Teach me to treat all that comes to me with peace of soul and with firm conviction that Your will governs all. In unforeseen events let me not forget that all are sent by You.
Isn’t that an amazing prayer? There are two things that struck me in reading those words. First, we need to be taught to have peace and assurance that God is in control. This lesson is learned in the second part of the prayer: to recall that all events (foreseen and otherwise) are ordained by God. It seems that the second part of that prayer is the most difficult to comprehend.
But everything ordained by God is for our good.The Apostle Paul endured a life that, through human eyes, would perhaps undermine my previous statement. He was beaten, stoned, left for dead, imprisoned, among other things. Yet, he kept his focus on God’s purpose in all things. In a letter to the Corinthians, Paul describes an encounter with an unspecified “thorn in the flesh.” His request for God to remove it was answered with profound call for Paul to rely on God (2 Corinthians 12:7-10):
“My grace is sufficient for you, for power is perfected in weakness.”
Paul’s response could have been to argue the point (the why), to continue to beg for release from this thorn, to have a self-pity moment. But he doesn’t. He glories in the fact that God was using this moment for His purposes;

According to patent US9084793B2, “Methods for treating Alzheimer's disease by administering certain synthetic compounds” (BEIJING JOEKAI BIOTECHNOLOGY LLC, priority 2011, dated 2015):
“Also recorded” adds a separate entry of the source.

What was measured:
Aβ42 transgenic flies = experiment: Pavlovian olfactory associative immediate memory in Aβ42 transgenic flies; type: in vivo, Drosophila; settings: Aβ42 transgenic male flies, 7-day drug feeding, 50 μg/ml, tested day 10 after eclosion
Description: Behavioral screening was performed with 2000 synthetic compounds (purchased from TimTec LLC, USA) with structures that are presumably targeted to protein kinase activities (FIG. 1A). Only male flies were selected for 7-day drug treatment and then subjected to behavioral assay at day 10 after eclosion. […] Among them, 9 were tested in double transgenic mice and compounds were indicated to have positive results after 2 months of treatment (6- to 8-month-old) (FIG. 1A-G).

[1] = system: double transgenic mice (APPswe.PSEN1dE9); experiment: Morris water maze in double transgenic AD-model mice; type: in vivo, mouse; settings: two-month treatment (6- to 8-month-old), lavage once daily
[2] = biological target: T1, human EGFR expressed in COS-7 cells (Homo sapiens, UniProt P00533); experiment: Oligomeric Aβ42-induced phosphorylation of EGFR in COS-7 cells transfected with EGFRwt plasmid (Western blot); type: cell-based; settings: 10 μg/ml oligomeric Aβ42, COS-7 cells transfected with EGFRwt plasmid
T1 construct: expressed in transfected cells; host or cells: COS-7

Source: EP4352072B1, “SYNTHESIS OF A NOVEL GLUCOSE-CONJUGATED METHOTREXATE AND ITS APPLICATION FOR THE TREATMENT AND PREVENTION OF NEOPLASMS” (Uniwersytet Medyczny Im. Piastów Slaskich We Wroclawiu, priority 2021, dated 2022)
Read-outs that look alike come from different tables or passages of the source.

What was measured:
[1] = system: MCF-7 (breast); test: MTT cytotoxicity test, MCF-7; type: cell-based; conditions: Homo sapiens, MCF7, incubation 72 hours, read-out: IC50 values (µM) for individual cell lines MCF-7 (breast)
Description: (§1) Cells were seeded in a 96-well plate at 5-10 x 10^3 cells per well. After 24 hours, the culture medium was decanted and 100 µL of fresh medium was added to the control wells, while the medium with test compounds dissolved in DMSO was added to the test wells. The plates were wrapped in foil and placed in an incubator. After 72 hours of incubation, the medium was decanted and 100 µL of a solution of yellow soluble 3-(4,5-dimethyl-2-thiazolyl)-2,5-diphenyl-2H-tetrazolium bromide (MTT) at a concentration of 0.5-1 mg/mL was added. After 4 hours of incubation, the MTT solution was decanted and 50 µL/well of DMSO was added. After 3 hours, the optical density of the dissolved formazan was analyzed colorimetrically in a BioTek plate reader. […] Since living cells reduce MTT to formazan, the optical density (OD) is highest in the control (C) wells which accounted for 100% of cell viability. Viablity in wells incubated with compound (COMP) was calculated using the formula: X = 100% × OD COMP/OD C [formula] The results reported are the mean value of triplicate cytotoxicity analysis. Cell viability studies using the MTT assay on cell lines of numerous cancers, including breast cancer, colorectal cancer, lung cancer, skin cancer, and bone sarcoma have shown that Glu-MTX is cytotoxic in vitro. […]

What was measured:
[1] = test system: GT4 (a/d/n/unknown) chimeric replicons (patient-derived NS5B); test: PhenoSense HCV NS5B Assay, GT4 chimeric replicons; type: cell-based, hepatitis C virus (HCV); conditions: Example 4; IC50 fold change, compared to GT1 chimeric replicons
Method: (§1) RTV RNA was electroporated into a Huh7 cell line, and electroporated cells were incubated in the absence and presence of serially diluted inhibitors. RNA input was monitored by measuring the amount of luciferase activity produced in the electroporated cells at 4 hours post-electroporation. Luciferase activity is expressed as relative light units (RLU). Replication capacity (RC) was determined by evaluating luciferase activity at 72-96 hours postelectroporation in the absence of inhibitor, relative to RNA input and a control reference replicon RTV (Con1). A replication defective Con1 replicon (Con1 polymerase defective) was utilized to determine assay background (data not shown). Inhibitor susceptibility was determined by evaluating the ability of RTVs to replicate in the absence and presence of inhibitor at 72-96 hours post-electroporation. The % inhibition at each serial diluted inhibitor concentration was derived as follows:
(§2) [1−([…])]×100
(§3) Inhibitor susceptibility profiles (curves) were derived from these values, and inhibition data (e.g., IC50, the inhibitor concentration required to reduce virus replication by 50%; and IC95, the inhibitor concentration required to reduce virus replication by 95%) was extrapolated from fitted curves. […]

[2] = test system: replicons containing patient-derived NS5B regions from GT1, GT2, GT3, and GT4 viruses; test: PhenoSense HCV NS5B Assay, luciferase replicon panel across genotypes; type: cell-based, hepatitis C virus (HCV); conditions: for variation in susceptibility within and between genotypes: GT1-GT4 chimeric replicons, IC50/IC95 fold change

Therefore I am well content with weaknesses, with insults, with distresses, with persecution, with difficulties for Christ’s sake; for when I am weak, then I am strong.
He understood the heart behind the author of that orthodox prayer. Early in his second letter to the Corinthians (4:7-10), he makes the comparison to earthen vessels:
But we have this treasure in earthen vessels, so that the surpassing greatness of the power will be of God and not from ourselves; we are afflicted in every way, but not crushed; perplexed, but not despairing; persecuted, but not forsaken; struck down by not destroyed; always carrying about in the body of the dying of Jesus, so that the life of Jesus also may be manifested in our body.
We are fragile beings that endure hardship, at the allowance of our heavenly Father. He weaves both good and difficulty in our lives to make us into “little Christs.” Paul encouraged the believers in Philippi in this way:
…work out your salvation with fear and trembling; for it is God who is at work in you, both to will and to work for His good pleasure.
Whatever He brings into our lives, challenges or joy, it is for our good and by His appointment. Our prayer should be to continue to see these moments with gratitude. For each moment reveals the heart of our Father.